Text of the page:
Last season for this exercise I used scoring in the first 20 games of the season as a measuring stick. Specifically, I dug up the top-15 scorers in the first 20 games since the 2009-10 season. Well, since I did that a year ago, four players muscled themselves onto that top-15 list in the 2018-19 campaign. Mikko Rantanen's 32 points in the first 20 games ranks only behind Steven Stamkos (2017-18), Stamkos (2010-11) and Nikita Kucherov (2017-18) for fast starts in the past 10 years. But also making the top 15 from last season are Nathan MacKinnon (tied for 10th with 29 points), as well as Connor McDavid and Evgeni Malkin (tied for 14th with 28 points).
Those players having a blistering first 20 does nothing to change the hypothesis from last season. To have a truly elite start to a season, you have to be a superstar or superstar-adjacent.
There have been 254 players to score 20 points in the first 20 games of a season during the past 10 NHL campaigns. The vast majority are either a star themselves, or played next to one that particular season.
Who does this most consistently? The superstars, no question. During those 10 seasons, Steven Stamkos scored 20 or more points in the first 20 games on eight separate occasions. Patrick Kane did it seven times, Sidney Crosby and Tyler Seguin accomplished it six times, while John Tavares, Claude Giroux, Phil Kessel and Nicklas Backstrom did it five out of 10 times.
But the aberrations that accomplished it once are where we start to see the pattern of superstars by association on a line. Maxim Afinogenov and Nik Antropov both had 20 points in the first 20 games of the Atlanta Thrashers 2009-10 season. How? By playing with Ilya Kovalchuk at his prime. Do you even remember Ryan Malone? He scored 21 points in the first 20 games of 2009-10 on a line with Martin St. Louis and Steven Stamkos.
So if you want players who are coming out of the gate strong just look to the stars ... or for significantly less draft capital, who is orbiting them.
Stars by association
Nikita Gusev, W, New Jersey Devils: It will be hard for Gusev not to in a position to succeed this season as the Devils have enough offensive resources at the top to easily stack two scoring lines. Jack Hughes and Nico Hischier will handle center, while some combination of Taylor Hall, Kyle Palmieri, Gusev, Jesper Bratt and Wayne Simmonds surround them. Gusev is coming off a campaign in the KHL in which he scored more assists than games played, totalling 17 goals and 65 helpers in 62 games. He'll be aligned with the stars for the Devils this season, one way or another.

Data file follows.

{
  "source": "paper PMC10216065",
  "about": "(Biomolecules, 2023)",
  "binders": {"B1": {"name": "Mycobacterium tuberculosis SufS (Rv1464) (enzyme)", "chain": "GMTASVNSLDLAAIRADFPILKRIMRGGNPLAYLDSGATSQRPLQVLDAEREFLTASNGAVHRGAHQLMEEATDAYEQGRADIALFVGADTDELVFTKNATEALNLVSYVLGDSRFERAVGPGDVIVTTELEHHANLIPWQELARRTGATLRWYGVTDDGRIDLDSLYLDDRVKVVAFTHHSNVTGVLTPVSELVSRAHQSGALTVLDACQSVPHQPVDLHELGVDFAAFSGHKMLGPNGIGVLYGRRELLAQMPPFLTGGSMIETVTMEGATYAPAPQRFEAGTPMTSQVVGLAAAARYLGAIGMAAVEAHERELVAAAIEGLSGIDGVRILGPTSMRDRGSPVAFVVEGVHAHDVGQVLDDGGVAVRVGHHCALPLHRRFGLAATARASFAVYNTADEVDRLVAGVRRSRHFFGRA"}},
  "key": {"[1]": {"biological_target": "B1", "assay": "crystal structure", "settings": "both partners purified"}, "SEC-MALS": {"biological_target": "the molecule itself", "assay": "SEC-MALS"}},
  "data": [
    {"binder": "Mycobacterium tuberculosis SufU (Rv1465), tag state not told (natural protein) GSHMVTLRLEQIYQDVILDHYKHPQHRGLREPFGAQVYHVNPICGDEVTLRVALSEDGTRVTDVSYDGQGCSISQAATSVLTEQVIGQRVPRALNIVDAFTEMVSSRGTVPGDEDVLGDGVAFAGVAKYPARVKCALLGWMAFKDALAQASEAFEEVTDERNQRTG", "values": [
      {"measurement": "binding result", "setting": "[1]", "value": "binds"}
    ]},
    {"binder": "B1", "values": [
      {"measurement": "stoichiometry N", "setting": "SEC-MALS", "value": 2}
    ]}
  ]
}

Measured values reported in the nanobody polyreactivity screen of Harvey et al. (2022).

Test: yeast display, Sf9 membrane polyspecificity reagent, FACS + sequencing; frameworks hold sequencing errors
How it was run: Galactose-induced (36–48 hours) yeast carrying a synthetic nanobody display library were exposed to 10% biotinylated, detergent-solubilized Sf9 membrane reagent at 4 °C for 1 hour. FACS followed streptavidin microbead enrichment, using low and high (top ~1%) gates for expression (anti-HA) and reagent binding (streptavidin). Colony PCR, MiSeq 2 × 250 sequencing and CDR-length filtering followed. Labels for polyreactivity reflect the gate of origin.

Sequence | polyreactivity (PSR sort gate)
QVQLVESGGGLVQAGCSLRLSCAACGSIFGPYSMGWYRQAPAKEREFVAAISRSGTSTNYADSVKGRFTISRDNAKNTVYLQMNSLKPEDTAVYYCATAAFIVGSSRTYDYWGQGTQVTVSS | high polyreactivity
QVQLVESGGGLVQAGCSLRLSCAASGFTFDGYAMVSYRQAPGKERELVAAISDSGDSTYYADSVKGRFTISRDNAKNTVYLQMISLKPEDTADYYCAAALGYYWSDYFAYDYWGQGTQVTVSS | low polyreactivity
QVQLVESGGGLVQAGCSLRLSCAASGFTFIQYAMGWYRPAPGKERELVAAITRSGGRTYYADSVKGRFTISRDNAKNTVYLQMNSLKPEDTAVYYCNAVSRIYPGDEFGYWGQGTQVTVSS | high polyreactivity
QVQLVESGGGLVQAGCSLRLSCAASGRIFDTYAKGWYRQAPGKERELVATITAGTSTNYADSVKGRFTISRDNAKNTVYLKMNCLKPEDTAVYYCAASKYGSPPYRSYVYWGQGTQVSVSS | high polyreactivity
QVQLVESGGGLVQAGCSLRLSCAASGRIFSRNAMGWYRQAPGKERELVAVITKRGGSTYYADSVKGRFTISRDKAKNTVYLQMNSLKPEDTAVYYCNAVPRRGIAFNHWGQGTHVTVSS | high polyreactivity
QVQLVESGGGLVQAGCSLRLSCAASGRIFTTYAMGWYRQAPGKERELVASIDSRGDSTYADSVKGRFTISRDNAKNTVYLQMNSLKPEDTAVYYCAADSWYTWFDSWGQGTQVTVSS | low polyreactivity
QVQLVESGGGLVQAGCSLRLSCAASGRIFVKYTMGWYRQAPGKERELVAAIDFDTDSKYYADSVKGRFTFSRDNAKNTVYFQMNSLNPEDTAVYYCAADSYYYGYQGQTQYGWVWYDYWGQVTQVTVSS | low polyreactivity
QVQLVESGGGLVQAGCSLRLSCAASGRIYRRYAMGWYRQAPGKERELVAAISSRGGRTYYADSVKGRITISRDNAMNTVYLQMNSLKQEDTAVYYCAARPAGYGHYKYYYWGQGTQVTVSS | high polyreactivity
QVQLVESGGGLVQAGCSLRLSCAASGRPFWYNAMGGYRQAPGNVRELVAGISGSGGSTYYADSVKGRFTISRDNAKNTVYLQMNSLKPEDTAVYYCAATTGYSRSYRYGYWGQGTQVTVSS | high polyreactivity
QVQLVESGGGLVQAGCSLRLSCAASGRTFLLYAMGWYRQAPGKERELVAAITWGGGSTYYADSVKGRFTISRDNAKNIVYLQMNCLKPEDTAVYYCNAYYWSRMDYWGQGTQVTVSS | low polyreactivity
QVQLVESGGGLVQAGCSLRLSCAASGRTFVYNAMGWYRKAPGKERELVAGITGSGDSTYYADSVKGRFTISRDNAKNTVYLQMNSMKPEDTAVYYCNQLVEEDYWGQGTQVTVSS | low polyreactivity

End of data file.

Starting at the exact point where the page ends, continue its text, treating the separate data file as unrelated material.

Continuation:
Pavel Buchnevich, W, New York Rangers: This Russian winger has been hanging around on the fringes in the league for three seasons now, only occasionally flirting with fantasy relevance. But he's a scorer by trade who has suffered from the Rangers rebuilding around him. This season, the team has some renewed confidence after landing Artemi Panarin in free agency and Kaapo Kakko in the draft. Buchnevich is still only 24 years old and is an early favorite to be tabbed for top-line duty in the new deployment - however it shakes out. Playing with Mika Zibanejad and Panarin is a recipe for point-per-game production from anyone.
Anthony Cirelli, C, Tampa Bay Lightning: Some are speculating that Cirelli is a key target for fantasy if Brayden Point continues to hold out. I'm suggesting that Cirelli is a key target for fantasy either way. He's proven his chops as a two-way monster for the team and arguably offers more upside than Tyler Johnson down the middle. Combine that with the fact that Steven Stamkos is playing more wing than center these days, and you have a foreseeable lineup that includes Cirelli as the Bolts No. 2 pivot.
Roope Hintz, W, Dallas Stars: This 22-year-old moved well past any questions of his role on the NHL club last season by dominating the AHL, contributing when called upon for the Stars in the regular season, and then stepping into a prime scoring-line role in the playoffs. It looks like he'll have the chance to open the campaign with Tyler Seguin as his center, which is an ideal role for any winger to step up their game.